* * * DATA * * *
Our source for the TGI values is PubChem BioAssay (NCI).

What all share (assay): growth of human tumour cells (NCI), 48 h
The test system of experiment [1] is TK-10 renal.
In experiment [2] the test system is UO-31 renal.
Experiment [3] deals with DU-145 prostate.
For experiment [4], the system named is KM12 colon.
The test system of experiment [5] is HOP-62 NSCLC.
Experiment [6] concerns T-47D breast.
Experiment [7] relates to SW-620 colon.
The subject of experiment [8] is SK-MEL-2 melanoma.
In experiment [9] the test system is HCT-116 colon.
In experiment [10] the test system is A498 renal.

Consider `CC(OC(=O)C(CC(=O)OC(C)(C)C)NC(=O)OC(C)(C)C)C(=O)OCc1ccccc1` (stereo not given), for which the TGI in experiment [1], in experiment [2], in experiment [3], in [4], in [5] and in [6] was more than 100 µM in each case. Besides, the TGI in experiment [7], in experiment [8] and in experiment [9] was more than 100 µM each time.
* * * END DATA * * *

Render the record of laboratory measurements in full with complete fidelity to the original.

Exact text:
Our source for the TGI values is PubChem BioAssay (NCI).

What all share (assay): growth of human tumour cells (NCI), 48 h
The test system of experiment [1] is TK-10 renal.
In experiment [2] the test system is UO-31 renal.
Experiment [3] deals with DU-145 prostate.
For experiment [4], the system named is KM12 colon.
The test system of experiment [5] is HOP-62 NSCLC.
Experiment [6] concerns T-47D breast.
Experiment [7] relates to SW-620 colon.
The subject of experiment [8] is SK-MEL-2 melanoma.
In experiment [9] the test system is HCT-116 colon.
In experiment [10] the test system is A498 renal.

Consider `CC(OC(=O)C(CC(=O)OC(C)(C)C)NC(=O)OC(C)(C)C)C(=O)OCc1ccccc1` (stereo not given), for which the TGI in experiment [1], in experiment [2], in experiment [3], in [4], in [5] and in [6] was more than 100 µM in each case. Besides, the TGI in experiment [7], in experiment [8] and in experiment [9] was more than 100 µM each time.